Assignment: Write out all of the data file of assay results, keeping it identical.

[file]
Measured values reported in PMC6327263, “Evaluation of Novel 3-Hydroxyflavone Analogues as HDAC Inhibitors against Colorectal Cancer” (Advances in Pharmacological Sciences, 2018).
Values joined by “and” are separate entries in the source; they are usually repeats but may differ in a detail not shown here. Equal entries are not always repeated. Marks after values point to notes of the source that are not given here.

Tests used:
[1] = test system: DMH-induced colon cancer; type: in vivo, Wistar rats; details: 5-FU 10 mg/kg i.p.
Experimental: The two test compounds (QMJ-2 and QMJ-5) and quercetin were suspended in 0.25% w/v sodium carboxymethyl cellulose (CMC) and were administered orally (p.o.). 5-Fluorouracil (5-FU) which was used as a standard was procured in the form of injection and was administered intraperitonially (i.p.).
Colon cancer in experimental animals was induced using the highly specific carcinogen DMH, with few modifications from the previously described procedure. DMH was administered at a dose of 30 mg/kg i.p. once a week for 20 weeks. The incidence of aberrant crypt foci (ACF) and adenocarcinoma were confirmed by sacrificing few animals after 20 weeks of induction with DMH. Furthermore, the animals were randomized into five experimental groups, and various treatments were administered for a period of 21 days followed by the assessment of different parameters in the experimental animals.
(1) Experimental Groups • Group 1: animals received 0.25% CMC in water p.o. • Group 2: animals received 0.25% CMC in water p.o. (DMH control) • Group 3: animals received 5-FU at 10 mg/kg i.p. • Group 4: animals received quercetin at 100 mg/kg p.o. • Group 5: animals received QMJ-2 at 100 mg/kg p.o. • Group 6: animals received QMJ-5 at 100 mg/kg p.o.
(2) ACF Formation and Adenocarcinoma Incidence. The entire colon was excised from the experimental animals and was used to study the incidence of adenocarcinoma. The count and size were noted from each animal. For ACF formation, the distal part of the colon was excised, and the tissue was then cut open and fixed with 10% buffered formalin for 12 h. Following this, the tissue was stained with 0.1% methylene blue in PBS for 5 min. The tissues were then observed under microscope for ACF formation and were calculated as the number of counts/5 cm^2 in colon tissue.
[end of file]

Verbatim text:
Measured values reported in PMC6327263, “Evaluation of Novel 3-Hydroxyflavone Analogues as HDAC Inhibitors against Colorectal Cancer” (Advances in Pharmacological Sciences, 2018).
Values joined by “and” are separate entries in the source; they are usually repeats but may differ in a detail not shown here. Equal entries are not always repeated. Marks after values point to notes of the source that are not given here.

Tests used:
[1] = test system: DMH-induced colon cancer; type: in vivo, Wistar rats; details: 5-FU 10 mg/kg i.p.
Experimental: The two test compounds (QMJ-2 and QMJ-5) and quercetin were suspended in 0.25% w/v sodium carboxymethyl cellulose (CMC) and were administered orally (p.o.). 5-Fluorouracil (5-FU) which was used as a standard was procured in the form of injection and was administered intraperitonially (i.p.).
Colon cancer in experimental animals was induced using the highly specific carcinogen DMH, with few modifications from the previously described procedure. DMH was administered at a dose of 30 mg/kg i.p. once a week for 20 weeks. The incidence of aberrant crypt foci (ACF) and adenocarcinoma were confirmed by sacrificing few animals after 20 weeks of induction with DMH. Furthermore, the animals were randomized into five experimental groups, and various treatments were administered for a period of 21 days followed by the assessment of different parameters in the experimental animals.
(1) Experimental Groups • Group 1: animals received 0.25% CMC in water p.o. • Group 2: animals received 0.25% CMC in water p.o. (DMH control) • Group 3: animals received 5-FU at 10 mg/kg i.p. • Group 4: animals received quercetin at 100 mg/kg p.o. • Group 5: animals received QMJ-2 at 100 mg/kg p.o. • Group 6: animals received QMJ-5 at 100 mg/kg p.o.
(2) ACF Formation and Adenocarcinoma Incidence. The entire colon was excised from the experimental animals and was used to study the incidence of adenocarcinoma. The count and size were noted from each animal. For ACF formation, the distal part of the colon was excised, and the tissue was then cut open and fixed with 10% buffered formalin for 12 h. Following this, the tissue was stained with 0.1% methylene blue in PBS for 5 min. The tissues were then observed under microscope for ACF formation and were calculated as the number of counts/5 cm^2 in colon tissue.